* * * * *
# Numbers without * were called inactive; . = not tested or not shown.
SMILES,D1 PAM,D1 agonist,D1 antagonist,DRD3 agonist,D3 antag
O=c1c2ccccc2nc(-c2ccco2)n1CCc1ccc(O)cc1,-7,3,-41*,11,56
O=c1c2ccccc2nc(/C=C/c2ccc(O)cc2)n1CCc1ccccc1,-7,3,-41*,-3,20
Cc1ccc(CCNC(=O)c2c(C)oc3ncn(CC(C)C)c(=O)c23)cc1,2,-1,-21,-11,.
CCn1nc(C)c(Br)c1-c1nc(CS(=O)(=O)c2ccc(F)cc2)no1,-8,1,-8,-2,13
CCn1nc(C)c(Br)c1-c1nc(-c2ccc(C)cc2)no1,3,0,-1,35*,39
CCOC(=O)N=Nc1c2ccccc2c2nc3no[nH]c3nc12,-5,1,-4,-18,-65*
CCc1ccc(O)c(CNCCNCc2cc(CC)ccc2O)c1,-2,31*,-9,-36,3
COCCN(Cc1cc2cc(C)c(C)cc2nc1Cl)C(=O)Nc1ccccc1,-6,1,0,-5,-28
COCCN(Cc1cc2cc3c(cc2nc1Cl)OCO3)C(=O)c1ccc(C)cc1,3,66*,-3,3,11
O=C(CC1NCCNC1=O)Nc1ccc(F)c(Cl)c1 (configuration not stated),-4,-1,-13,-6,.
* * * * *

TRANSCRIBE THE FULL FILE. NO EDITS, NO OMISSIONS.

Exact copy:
# Numbers without * were called inactive; . = not tested or not shown.
SMILES,D1 PAM,D1 agonist,D1 antagonist,DRD3 agonist,D3 antag
O=c1c2ccccc2nc(-c2ccco2)n1CCc1ccc(O)cc1,-7,3,-41*,11,56
O=c1c2ccccc2nc(/C=C/c2ccc(O)cc2)n1CCc1ccccc1,-7,3,-41*,-3,20
Cc1ccc(CCNC(=O)c2c(C)oc3ncn(CC(C)C)c(=O)c23)cc1,2,-1,-21,-11,.
CCn1nc(C)c(Br)c1-c1nc(CS(=O)(=O)c2ccc(F)cc2)no1,-8,1,-8,-2,13
CCn1nc(C)c(Br)c1-c1nc(-c2ccc(C)cc2)no1,3,0,-1,35*,39
CCOC(=O)N=Nc1c2ccccc2c2nc3no[nH]c3nc12,-5,1,-4,-18,-65*
CCc1ccc(O)c(CNCCNCc2cc(CC)ccc2O)c1,-2,31*,-9,-36,3
COCCN(Cc1cc2cc(C)c(C)cc2nc1Cl)C(=O)Nc1ccccc1,-6,1,0,-5,-28
COCCN(Cc1cc2cc3c(cc2nc1Cl)OCO3)C(=O)c1ccc(C)cc1,3,66*,-3,3,11
O=C(CC1NCCNC1=O)Nc1ccc(F)c(Cl)c1 (configuration not stated),-4,-1,-13,-6,.